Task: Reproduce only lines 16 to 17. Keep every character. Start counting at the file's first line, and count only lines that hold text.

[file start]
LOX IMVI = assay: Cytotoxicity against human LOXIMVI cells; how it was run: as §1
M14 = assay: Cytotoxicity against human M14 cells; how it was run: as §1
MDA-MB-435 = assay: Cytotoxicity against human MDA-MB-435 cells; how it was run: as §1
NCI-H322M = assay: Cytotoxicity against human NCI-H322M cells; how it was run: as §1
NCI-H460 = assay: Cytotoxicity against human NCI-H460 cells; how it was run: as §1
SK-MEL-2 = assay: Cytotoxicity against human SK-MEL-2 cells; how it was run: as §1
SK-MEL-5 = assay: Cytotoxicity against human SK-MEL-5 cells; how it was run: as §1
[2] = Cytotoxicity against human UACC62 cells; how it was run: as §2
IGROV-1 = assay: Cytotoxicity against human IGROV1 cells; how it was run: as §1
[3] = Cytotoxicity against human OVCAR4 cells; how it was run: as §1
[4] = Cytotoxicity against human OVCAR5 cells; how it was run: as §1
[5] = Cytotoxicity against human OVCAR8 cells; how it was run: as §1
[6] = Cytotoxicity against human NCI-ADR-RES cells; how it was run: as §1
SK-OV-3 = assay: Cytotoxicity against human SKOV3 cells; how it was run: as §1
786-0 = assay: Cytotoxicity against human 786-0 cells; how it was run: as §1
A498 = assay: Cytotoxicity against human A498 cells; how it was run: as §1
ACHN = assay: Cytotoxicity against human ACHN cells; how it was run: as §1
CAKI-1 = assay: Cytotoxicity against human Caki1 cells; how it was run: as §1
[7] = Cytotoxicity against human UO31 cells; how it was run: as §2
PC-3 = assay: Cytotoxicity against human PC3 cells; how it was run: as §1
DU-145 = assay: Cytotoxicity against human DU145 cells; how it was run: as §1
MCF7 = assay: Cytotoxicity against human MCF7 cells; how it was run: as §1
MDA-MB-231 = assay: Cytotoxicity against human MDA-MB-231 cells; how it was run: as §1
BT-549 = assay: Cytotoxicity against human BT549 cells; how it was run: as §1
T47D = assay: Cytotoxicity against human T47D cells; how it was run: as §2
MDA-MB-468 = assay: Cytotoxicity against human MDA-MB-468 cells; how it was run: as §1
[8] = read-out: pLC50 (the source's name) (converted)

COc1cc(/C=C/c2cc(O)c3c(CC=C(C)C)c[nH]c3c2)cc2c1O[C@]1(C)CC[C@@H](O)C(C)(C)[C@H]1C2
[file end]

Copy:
A498 = assay: Cytotoxicity against human A498 cells; how it was run: as §1
ACHN = assay: Cytotoxicity against human ACHN cells; how it was run: as §1